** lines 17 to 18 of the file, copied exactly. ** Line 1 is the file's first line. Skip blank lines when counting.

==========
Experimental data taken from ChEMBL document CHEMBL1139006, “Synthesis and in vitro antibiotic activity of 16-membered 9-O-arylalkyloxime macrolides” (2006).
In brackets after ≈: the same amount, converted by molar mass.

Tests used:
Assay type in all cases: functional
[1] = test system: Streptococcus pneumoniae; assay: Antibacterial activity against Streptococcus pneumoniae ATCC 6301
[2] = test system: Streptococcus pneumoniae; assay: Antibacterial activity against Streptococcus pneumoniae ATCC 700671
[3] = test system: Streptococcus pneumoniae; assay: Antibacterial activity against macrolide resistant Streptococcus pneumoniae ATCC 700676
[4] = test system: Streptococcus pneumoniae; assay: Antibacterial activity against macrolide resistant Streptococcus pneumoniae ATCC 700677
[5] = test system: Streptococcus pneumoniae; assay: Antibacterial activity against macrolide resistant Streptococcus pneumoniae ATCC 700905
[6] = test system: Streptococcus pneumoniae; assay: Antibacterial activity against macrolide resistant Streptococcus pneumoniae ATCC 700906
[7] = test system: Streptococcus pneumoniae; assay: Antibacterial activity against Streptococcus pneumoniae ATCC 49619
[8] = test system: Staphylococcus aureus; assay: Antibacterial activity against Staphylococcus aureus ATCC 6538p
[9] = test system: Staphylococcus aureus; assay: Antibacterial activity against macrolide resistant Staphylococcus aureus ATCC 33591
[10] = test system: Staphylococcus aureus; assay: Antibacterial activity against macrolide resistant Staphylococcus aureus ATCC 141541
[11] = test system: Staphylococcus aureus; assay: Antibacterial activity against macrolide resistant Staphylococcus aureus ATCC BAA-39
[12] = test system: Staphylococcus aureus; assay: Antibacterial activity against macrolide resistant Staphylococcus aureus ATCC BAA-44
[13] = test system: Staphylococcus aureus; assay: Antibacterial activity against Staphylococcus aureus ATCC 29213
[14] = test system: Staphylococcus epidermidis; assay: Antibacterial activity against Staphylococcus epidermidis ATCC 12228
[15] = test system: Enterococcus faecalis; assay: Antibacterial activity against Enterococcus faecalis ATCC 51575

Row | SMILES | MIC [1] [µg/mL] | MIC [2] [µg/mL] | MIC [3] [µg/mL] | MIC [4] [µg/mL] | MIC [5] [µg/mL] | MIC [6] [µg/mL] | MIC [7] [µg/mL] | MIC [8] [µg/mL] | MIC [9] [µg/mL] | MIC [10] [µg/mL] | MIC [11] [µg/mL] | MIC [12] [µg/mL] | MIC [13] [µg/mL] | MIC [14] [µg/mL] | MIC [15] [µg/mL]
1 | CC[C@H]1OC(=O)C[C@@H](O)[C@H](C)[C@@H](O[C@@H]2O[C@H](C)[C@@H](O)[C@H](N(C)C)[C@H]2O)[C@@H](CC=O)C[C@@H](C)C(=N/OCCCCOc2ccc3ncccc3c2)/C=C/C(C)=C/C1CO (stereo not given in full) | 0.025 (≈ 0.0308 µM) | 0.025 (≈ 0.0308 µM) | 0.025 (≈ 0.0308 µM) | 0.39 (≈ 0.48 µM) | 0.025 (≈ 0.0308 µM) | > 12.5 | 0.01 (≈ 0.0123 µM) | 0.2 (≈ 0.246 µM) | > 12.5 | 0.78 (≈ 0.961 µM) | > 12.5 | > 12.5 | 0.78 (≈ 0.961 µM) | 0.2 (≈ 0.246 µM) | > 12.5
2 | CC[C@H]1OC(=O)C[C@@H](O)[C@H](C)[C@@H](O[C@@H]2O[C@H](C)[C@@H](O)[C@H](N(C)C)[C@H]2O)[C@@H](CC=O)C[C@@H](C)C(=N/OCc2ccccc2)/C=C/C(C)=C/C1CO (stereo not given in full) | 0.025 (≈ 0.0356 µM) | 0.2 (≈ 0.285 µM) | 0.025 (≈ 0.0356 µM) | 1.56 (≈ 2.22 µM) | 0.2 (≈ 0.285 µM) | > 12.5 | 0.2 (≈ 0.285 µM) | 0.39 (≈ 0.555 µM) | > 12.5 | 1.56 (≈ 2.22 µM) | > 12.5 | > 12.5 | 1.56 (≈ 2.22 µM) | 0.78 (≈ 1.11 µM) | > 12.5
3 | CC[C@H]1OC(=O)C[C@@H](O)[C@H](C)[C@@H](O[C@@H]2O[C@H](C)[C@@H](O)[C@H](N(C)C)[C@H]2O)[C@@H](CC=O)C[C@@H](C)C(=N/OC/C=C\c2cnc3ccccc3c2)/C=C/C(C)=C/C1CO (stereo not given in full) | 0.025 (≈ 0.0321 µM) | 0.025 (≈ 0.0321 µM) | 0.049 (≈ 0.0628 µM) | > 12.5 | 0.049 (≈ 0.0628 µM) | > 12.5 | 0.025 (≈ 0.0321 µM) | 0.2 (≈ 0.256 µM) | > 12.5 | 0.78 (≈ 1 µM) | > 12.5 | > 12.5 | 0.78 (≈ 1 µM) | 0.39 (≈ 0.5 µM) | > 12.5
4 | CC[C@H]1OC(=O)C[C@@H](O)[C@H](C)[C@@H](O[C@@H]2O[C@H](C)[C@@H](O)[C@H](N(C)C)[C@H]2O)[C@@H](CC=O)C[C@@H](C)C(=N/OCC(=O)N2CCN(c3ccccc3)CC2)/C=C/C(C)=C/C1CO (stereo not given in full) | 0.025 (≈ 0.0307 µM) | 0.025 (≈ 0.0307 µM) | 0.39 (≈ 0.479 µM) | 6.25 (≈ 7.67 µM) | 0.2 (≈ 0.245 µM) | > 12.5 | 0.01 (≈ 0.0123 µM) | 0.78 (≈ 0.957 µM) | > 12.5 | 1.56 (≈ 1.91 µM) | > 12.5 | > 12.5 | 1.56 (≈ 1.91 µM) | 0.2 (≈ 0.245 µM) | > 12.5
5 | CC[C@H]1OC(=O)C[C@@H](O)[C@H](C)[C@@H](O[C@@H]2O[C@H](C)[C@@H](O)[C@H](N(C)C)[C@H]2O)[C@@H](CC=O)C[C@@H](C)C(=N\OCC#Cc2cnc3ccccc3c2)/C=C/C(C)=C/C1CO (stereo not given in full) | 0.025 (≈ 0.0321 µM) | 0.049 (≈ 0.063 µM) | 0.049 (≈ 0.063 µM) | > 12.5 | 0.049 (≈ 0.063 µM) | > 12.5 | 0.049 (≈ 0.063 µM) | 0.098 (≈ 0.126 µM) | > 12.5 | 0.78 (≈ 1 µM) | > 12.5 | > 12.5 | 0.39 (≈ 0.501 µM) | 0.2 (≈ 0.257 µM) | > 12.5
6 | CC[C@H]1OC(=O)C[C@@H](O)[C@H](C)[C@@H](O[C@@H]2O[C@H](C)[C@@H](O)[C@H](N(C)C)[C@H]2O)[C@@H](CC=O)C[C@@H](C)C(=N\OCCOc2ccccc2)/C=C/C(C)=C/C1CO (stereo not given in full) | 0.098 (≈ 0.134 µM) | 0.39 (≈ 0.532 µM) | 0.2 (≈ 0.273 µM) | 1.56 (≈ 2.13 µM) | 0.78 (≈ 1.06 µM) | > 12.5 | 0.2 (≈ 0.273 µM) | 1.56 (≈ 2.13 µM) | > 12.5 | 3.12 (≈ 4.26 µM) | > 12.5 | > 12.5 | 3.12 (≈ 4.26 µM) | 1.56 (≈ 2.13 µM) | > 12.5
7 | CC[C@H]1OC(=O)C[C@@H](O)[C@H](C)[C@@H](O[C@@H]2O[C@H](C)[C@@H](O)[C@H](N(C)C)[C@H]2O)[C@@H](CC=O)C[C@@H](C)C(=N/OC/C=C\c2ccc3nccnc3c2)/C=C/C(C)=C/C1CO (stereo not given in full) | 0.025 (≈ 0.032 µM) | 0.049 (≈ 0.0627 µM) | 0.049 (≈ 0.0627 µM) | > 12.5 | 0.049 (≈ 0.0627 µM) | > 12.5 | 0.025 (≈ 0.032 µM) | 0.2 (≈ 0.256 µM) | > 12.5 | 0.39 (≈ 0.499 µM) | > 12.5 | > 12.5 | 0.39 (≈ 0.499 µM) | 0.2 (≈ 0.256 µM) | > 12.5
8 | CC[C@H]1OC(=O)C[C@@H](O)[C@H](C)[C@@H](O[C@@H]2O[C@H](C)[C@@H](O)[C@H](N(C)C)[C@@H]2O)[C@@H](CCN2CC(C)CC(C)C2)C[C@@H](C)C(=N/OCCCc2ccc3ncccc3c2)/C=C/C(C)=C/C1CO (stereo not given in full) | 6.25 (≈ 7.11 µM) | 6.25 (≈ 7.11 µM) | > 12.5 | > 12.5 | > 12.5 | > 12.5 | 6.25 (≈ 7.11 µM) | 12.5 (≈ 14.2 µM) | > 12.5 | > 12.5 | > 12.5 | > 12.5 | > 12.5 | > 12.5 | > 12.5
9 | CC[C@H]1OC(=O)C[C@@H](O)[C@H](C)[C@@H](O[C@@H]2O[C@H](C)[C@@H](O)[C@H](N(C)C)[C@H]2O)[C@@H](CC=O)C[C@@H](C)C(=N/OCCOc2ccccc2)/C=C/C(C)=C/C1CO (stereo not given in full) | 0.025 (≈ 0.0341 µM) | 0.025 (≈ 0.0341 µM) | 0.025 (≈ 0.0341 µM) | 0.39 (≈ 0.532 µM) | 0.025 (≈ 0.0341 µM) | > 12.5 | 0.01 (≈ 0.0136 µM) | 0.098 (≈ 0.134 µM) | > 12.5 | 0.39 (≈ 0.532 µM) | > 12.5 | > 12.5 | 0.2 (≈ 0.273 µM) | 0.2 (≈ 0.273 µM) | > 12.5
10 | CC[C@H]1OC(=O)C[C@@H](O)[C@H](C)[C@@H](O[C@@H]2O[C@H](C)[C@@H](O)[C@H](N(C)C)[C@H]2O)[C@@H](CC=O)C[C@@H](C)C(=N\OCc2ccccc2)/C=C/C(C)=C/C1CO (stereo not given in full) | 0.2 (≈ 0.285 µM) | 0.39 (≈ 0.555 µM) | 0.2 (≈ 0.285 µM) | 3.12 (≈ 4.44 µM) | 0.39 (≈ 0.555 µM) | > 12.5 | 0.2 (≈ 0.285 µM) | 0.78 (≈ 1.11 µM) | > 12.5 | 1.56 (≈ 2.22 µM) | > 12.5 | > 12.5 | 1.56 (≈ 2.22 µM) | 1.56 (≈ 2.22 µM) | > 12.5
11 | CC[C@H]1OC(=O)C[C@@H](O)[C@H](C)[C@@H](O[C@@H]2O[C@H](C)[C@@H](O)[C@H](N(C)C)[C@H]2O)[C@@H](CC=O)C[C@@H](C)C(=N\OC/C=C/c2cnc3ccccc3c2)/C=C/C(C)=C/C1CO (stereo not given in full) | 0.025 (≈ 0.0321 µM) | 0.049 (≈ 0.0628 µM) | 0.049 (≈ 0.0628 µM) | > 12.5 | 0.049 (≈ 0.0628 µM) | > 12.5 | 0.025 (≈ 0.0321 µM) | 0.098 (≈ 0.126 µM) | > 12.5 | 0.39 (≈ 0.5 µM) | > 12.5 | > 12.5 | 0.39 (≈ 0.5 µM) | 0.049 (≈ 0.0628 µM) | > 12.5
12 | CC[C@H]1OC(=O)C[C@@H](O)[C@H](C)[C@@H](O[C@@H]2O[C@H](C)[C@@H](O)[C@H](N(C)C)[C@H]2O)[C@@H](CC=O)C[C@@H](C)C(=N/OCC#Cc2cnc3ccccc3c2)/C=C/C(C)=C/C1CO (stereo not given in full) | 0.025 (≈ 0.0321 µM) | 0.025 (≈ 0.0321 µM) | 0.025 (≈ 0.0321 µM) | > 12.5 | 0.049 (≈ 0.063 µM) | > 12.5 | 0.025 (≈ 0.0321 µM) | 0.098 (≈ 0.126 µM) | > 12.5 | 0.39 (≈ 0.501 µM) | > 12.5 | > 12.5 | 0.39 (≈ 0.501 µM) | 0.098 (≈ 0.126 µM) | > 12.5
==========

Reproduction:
[13] = test system: Staphylococcus aureus; assay: Antibacterial activity against Staphylococcus aureus ATCC 29213
[14] = test system: Staphylococcus epidermidis; assay: Antibacterial activity against Staphylococcus epidermidis ATCC 12228